By: TGL on 9/20/12 at 10:36

I daresay many people have never crossed the thresholds of General Hospital, Bordeaux or Knowles Home--not even some of the Metro Council Members who represent these facilities. You are the fortunate people who have "individual choice". Image problems, you bet! How does one overcome years of press sensationalism, years of being used as a political object to dangle to sway voters, years of just being barely funded to cover the basic needs of a hospital, a nursing home and an assisted living home, years of having different city leaders impose consultants upon consultant as the last one did not give the answer they wanted to hear. No other hospital faces these obstacles, no other hospital has patients quit coming to their clinic visits or their surgery appointments as they heard the hospital is or may be closing through the news, no other hospital has to explain to a city council of why they advertise or purchased a billboard, no other hospital in this city has to continually fight to care for people who deserve to be cared for just like those of you who have "individual choice", no other hospital has physicians and nurses who have to be social workers in order to help their patients be able to get their medicines, their home health and even something like a toilet chair. General and their partner, Meharry Medical College, continue to provide quality care to all who come through the door even with all these hurdles. Bordeaux continues to care for our most vulnerable elders and those with serious injuries and or fighting to overcome serious injuries, providing them with a safe home, yet with closure this often leads to confusion and further illness, just think of leaving the comfort of your home of years and the safety of knowing where you are living. Knowles offers a place to transition our elders from an active home life, yet with closure the uncertainity of being alone and unable to function unassisted leaves these elders frightened. 56.5 million dollars compared to the millions spent on sports, convention centers, parks, salaries and healthcare benefits for elected leaders, and other numerous budgetary fluff is a bargain for the quality of care provided at these facilities. The board is correct in trying to find the right solution, but the solution is not to further delete services at these facilities. Be a part of the solution to destroy the negative images, these facilities belong to the people of Nashville, Davidson County, take a tour, talk to their leaders and pray for their sustainability. And yes, the lights are still on and doors are still open, there are committed physicians, nurses and staff waiting and ready to care for anyone, regardless of your status in life and regardless of your ability to pay, they are there not because of being an IMAGE, but because they are proud of the quality of life and care they give the citizens of Nashville, and yes, even to those of you who have "individual choice", you never know when your CHOICE is no longer available.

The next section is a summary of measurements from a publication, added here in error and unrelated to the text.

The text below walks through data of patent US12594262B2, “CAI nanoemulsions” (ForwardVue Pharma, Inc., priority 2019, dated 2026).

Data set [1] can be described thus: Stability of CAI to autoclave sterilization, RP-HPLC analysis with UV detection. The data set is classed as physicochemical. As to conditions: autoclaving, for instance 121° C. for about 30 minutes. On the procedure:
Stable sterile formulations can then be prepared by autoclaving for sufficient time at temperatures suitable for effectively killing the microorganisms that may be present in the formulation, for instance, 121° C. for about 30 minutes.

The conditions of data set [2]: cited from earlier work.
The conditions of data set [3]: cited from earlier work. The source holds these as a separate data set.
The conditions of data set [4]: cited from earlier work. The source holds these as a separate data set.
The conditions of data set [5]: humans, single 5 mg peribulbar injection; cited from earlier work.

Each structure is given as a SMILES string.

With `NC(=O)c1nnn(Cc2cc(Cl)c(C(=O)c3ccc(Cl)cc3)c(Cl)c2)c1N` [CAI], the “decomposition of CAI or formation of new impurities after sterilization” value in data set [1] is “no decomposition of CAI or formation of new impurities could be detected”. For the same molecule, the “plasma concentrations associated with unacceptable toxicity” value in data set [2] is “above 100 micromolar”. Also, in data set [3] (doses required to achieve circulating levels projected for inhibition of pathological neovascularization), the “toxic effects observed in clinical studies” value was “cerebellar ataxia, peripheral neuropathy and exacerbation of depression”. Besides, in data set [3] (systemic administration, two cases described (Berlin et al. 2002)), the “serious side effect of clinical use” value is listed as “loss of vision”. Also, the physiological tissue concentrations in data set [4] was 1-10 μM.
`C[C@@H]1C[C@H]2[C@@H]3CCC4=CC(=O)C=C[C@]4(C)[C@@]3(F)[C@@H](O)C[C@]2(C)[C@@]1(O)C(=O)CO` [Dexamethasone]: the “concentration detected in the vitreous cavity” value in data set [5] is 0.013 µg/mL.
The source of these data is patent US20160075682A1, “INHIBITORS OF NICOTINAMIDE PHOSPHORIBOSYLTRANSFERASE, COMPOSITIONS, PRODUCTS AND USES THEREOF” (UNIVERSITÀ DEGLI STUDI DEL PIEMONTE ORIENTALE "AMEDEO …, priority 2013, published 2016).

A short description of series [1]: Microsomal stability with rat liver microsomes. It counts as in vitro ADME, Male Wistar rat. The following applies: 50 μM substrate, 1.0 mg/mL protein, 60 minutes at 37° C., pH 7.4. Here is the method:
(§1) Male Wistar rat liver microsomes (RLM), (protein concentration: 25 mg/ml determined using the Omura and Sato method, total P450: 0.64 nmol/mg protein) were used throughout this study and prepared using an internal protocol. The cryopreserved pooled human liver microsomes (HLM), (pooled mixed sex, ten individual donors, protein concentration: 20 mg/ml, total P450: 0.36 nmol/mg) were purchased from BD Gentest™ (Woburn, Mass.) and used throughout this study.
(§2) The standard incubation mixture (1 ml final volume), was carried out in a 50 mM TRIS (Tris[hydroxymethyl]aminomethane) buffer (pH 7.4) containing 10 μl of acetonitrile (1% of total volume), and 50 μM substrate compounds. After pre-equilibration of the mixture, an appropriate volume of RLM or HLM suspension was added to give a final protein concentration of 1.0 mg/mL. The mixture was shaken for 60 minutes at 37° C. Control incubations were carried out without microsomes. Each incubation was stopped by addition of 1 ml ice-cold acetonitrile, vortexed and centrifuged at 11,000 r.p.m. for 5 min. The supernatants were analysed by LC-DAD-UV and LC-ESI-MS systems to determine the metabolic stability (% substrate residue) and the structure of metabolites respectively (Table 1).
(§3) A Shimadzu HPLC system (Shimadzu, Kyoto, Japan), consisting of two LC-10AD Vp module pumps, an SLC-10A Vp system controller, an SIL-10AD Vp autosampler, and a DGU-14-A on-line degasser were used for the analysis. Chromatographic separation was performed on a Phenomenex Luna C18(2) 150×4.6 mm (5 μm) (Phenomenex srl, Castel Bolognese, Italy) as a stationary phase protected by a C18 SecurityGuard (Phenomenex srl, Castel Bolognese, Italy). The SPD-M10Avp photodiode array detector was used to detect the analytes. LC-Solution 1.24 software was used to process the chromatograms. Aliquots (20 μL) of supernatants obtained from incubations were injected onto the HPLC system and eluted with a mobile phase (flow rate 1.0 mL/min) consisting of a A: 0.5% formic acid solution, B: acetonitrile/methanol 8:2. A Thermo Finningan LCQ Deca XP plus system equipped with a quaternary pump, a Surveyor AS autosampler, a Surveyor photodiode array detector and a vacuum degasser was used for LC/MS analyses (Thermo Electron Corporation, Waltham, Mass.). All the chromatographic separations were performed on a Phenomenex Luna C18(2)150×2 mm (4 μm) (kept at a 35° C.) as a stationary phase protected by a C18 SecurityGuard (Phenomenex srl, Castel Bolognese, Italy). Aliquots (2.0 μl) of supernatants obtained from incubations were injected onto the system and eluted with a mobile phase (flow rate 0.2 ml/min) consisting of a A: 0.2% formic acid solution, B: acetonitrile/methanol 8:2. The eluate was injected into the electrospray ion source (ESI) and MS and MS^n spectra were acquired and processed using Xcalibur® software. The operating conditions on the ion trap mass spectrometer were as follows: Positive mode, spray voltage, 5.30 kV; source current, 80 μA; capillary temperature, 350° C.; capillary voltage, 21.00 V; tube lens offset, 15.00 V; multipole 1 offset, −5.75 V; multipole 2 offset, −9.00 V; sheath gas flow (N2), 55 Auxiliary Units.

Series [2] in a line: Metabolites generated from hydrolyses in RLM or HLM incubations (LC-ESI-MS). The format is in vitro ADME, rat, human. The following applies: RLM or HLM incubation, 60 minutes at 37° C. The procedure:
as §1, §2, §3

By: Blanketnazi2 on 9/21/12 at 8:09

TGL, great post! General scores higher than a lot of other hospitals in the Nashville area when it comes to safety and quality of care. I used to volunteer at JB Knowles in Bordeaux and the staff always took good care of the residents and showed true concern for them. Too bad there is an "image" problem.

By: thetruthbetold on 11/30/12 at 7:31

It.s more than just "image". You have a mafia type atmosphere there and they do harm to patients and employees! It's a dangerous place to be. They need to close or fire the entire administration and then some and bring in new, honest, law abiding citizens!